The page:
Former US President Donald Trump has accused Evangelical Christians of disloyalty.
Trump’s term in office was punctuated by evangelical and Jewish faith leaders praying over the president in the Oval Office. But as he gears up to campaign for the 2024 presidential election, a schism is appearing.
On Monday, Trump appeared on Real America’s Voice where he was interviewed by The Water Cooler host David Brody. Trump took the opportunity to rail against the evangelical leaders. Though the evangelical vote played an important role in his successful 2016 victory, Trump complained that the same evangelical leaders were reluctant to support him in his bid for a second term in 2024.
“That’s a sign of disloyalty,” Trump said. “There’s great disloyalty in the world of politics and that’s a sign of disloyalty because nobody, as you know…has ever done more for [the] right to life than Donald Trump. Three Supreme Court justices and they all voted [to overturn Roe v. Wade]…they won, they finally won!”
He went on to blame the evangelical leaders for the lackluster results of the recent midterm elections that failed to present a decisive victory for the Republican party.
“I was a little disappointed because I thought they could have fought much harder during the election,” Trump said. “A lot of them didn’t fight or weren’t really around to fight, and it did energize the Democrats. But a lot of the people that wanted and fought for years to get it, they sort of…they were there protesting and doing what they could have done.
“But with all of that being said, there’s nobody that did more for the movement than I have. And that includes the movement of evangelicals and Christians and the movement very much of ‘right to life,'” he said.
In November, Trump announced his intention to run in 2024. His announcement was considered to be earlier than usual to begin campaigning. Following the announcement, Robert Jeffress, an influential pastor who has described himself as “Trump’s Apostle”, said that he will wait for the Republican Party nomination to endorse the former president.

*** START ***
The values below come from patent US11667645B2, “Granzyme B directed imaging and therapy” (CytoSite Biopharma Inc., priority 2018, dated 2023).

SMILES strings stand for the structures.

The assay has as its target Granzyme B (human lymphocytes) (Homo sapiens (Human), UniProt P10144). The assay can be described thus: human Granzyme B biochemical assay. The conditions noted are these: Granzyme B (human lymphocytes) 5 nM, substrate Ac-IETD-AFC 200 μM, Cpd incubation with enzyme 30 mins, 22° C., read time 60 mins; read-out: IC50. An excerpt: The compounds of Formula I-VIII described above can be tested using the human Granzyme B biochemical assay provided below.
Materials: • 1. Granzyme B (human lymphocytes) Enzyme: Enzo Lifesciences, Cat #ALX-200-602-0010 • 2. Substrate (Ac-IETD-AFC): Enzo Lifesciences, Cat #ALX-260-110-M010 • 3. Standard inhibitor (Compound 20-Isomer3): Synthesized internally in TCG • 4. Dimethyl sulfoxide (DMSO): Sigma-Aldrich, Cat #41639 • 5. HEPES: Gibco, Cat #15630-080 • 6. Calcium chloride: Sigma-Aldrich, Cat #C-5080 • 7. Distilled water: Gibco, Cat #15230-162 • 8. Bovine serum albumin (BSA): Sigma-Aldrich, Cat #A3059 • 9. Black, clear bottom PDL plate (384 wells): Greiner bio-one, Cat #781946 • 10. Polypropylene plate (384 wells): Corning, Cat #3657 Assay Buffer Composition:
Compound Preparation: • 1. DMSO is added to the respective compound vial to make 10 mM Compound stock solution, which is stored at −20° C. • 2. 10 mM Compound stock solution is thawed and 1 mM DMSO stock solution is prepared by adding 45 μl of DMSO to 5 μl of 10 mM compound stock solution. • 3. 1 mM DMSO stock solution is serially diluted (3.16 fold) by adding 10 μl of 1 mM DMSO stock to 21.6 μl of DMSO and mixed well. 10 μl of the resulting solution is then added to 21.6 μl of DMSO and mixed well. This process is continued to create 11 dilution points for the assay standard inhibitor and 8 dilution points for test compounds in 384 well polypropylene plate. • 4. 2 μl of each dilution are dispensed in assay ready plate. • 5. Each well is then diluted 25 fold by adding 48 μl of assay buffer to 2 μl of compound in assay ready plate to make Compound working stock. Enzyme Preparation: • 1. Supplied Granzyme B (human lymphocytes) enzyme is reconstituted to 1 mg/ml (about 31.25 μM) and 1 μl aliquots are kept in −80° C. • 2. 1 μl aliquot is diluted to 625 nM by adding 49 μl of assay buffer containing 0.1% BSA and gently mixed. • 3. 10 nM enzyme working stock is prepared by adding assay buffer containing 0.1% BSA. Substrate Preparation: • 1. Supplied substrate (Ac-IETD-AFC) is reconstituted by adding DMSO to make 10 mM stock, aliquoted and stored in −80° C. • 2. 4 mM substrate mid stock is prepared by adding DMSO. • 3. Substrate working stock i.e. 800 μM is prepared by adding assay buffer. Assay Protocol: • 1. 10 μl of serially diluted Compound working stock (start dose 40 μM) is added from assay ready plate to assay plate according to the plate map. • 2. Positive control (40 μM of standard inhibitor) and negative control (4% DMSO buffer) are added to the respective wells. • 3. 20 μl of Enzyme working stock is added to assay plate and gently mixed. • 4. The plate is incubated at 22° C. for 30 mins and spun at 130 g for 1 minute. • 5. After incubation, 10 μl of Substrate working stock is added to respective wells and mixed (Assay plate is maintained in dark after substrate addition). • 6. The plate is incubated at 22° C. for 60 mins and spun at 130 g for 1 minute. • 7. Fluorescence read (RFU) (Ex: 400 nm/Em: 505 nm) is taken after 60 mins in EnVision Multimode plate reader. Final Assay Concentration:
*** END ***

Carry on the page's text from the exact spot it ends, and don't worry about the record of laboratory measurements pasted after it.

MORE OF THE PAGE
A recent article in Vanity Fair cited several prominent evangelical leaders as saying they are shifting their support away from Trump. Bob Vander Plaats, one of America’s top evangelical thought leaders, who backed Trump in 2016, told Vanity Fair that he would not support Trump in 2024 and that he knew many other evangelical leaders who agreed.
Everett Piper, a Washington Times columnist and the former president of an evangelical university, published an article last month critical of Trump, saying that the former Republican president was “hurting…not helping” American evangelicals. “The take-home of this past week is simple: Donald Trump has to go,” Piper wrote. “If he’s our nominee in 2024, we will get destroyed.”
“There’s a lot of people who share a lot of our similar thoughts but don’t want to go on record,” Vander Plaats said. “You can see that it’s almost a silent majority right now.”
Mike Evans, a devout Christian Zionist leader, told The Washington Post in November that Trump “used” evangelical voters.
“We had to close our mouths and eyes when he said things that horrified us,” Evans told the newspaper. “I cannot do that anymore.”
Trump has lashed out at Jewish leaders in the same manner. After hosting the notorious antisemitic personalities, Kanye West and Nick Fuentes, at his Mar-a-Lago resort, many prominent Jewish leaders publicly broke with Trump. Rather than apologize or denounce the two, the former president posted on his Truth Social platform, lashing out at the Jewish leaders who criticized him.
“…How quickly Jewish leaders forgot that I was the best, by far, president for Israel,” he wrote. “They should be ashamed of themselves. This lack of loyalty to their greatest friends and allies is why large numbers in Congress, and so many others, have stopped giving support to Israel,” he added.
In an Oval Office press conference in August 2019, Trump criticized Jews who voted for Democrats.
“I think any Jewish people that vote for a Democrat,” Trump said. “It shows either a total lack of knowledge or great disloyalty.”
Evangelical support is essential if Trump hopes to win in 2024. About one in four American adults belongs to an evangelical Christian denomination according to a Pew Research Center 2014 study, making evangelicals the most common religious group. This demographic boosted Trump to victory in 2016. The 2016 National Election Pool Exit Survey had Donald Trump leading Hillary Clinton among white evangelicals by a staggering 79% to 16%. In that exit survey, white evangelicals composed 46% of Trump’s coalition compared to 9% of Clinton’s coalition.
In 2021, the Pew Research Center published a poll showing Trump’s widespread support from the evangelical community. The poll found that 59 percent of respondents who “frequently attend religious services” voted for Trump, while 40 percent sided with Biden.
“Among those who attend services a few times a year or less, the pattern was almost exactly reversed: 58% picked Biden, while 40% voted for Trump,” the poll said.
The poll also found that 85 percent of “white evangelical Protestants” voted for Trump in the 2020 election. Among white Catholic voters, the poll found 63 percent voting for Trump in the election compared to 36 percent who sided with Biden.